The primary responsibility of a US president is the protection of the United States. I would advise him that he make sure he doubles down on intelligence and police activities first. Second I would tell the President, ‘Mr. President you cannot bomb Daesh (ISIS) into non-existence. There is an element of military force. But we also have to be aware of the recruiting techniques. The ISIS uses the social media and we have to be alert to the many problems which gave rise to the ISIS phenomenon – like the invasion of Iraq by the United States. The rise of ISIS is not because of one issue.’

Do you think the US should intervene militarily in the Syrian crisis?
We already are. We are bombing quite often. There are forces on the ground. I think we made a mistake initially by saying Mr. Assad has to go. It was a bad policy in my view to put an adversary in a corner. Always we have to give someone a way out. We made a big mistake. It has led to a humanitarian disaster. And we are not the only one who made the mistake. Mr. Assad made huge mistakes. So I am not disposed to back more military intervention in Syria.

So talks are the best way to solve the Syrian crisis?
Most wars end in some kind of negotiations. Very few wars – like the Second World War – end in unconditional surrender. Even the Vietnam War where we had a bad experience ended in negotiations that started in 1973. Negotiations have been historically the way to end wars. This was how we ended the Gulf War. That was the way in Korea.

You are now talking peace. But you were a member of President George W. Bush’s war-on-terror team, which even dismissed civilian casualties in Afghanistan and Iraq simply as ‘collateral damage’. You went all the way to twist the arm of Pakistan. Of course, you have denied that you warned Pakistan’s then intelligence chief that the US would bomb Pakistan back to the Stone Age if it did not join the war on terror. Weren’t you an advocate of the might-is-right policy?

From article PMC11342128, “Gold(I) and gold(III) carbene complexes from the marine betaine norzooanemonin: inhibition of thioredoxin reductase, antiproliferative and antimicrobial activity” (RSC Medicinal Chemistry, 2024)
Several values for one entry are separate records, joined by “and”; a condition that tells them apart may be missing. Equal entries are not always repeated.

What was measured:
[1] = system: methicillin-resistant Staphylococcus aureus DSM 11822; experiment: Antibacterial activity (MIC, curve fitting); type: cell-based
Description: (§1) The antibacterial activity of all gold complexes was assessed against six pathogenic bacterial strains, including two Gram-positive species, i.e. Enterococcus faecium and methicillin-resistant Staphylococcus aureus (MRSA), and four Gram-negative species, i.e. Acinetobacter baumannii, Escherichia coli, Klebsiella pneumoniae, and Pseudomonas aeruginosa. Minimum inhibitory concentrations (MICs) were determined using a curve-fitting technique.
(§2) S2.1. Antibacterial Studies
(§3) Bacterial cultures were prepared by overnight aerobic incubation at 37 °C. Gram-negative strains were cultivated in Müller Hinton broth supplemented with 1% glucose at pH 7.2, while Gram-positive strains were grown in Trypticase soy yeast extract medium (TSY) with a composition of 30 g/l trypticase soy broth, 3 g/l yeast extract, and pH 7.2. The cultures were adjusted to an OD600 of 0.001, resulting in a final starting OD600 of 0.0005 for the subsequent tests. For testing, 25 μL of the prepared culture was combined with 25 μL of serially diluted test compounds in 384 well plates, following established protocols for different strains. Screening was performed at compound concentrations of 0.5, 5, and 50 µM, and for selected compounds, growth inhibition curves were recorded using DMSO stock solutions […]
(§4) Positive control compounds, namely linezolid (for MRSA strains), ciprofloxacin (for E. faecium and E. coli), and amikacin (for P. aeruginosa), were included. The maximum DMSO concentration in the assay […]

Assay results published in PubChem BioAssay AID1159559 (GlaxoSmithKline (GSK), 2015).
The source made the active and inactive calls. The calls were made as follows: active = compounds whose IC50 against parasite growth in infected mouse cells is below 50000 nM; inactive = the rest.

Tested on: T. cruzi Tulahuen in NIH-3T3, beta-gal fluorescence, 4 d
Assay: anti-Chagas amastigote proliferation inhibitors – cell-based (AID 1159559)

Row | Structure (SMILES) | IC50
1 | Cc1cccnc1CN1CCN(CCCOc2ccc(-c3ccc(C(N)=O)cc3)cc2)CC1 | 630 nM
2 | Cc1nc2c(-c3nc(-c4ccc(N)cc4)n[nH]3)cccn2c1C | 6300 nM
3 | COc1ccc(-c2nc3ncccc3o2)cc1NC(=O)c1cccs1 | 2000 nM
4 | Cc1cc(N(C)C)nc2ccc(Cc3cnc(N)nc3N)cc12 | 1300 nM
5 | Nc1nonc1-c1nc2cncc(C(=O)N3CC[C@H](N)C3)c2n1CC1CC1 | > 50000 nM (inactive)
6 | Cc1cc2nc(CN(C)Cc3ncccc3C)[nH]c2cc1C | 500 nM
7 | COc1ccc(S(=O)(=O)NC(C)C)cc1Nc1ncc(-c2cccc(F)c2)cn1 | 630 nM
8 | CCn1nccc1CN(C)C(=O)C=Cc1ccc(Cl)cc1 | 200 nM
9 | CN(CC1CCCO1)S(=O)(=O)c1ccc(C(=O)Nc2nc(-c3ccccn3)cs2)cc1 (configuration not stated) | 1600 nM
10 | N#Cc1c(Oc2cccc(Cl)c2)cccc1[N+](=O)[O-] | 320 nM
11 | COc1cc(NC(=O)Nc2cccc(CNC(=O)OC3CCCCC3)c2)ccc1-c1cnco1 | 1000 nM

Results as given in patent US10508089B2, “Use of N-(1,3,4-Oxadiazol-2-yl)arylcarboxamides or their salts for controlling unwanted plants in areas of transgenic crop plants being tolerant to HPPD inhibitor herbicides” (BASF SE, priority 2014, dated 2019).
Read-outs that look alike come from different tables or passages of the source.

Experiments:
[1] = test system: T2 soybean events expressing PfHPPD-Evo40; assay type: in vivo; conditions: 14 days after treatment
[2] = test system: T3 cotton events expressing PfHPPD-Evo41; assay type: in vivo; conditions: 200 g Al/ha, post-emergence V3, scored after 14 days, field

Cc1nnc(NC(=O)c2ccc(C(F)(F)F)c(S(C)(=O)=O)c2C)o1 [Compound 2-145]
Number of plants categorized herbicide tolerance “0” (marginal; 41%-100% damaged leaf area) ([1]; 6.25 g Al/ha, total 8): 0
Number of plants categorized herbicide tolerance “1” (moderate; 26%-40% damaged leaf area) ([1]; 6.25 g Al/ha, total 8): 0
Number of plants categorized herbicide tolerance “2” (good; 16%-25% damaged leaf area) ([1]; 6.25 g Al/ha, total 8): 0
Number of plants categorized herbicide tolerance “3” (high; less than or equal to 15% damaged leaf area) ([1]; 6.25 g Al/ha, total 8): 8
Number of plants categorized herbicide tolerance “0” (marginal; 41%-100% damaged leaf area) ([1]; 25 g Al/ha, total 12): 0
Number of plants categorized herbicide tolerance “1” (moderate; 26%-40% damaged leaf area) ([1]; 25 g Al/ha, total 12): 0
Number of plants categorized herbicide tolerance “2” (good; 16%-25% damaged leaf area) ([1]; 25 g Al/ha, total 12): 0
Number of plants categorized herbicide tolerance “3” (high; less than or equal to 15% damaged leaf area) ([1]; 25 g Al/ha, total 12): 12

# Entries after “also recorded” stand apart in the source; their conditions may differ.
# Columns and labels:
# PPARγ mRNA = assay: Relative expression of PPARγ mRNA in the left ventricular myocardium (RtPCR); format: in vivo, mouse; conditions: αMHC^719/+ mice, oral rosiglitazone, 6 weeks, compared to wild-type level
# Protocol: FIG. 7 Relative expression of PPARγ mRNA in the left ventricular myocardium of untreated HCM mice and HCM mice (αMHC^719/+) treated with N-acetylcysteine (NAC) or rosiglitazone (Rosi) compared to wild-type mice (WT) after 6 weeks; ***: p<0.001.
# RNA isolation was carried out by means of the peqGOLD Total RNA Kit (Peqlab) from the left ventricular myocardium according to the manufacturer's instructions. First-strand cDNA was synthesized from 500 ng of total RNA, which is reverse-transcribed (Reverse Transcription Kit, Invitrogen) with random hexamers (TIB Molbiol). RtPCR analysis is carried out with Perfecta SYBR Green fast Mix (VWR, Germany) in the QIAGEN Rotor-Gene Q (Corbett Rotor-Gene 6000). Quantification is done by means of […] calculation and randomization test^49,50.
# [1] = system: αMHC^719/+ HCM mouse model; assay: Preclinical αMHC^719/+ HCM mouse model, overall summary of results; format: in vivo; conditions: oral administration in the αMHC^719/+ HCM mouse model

Your question was not polite to Pakistan. It is difficult to force a country of more than 200 million people to do something they don’t feel was in their interest. As President Musharraf has now acknowledged, I did not say we would bomb Pakistan back to the Stone Age. I tell you exactly what I did say. I wager all my career that I won’t to be able to say that to somebody. No president had ever authorised me to say it. But I had a discussion with the ISI chief who happened to be visiting Washington on the days of 9/11. I took him into my private office alone. I showed him a medal I received from Pakistan. I said, ‘Sir can you see this medal?’. He said, ‘yes’. It was a Sitari-i-Pakistan medal. I said if Pakistan is not willing to help us, no American would ever wear this medal. Please contact President Musharraf and here is a list of things. Please talk to President Musharraf about this and we would like your agreement on this. The next day he came back and said President Musharraf had agreed to all of them.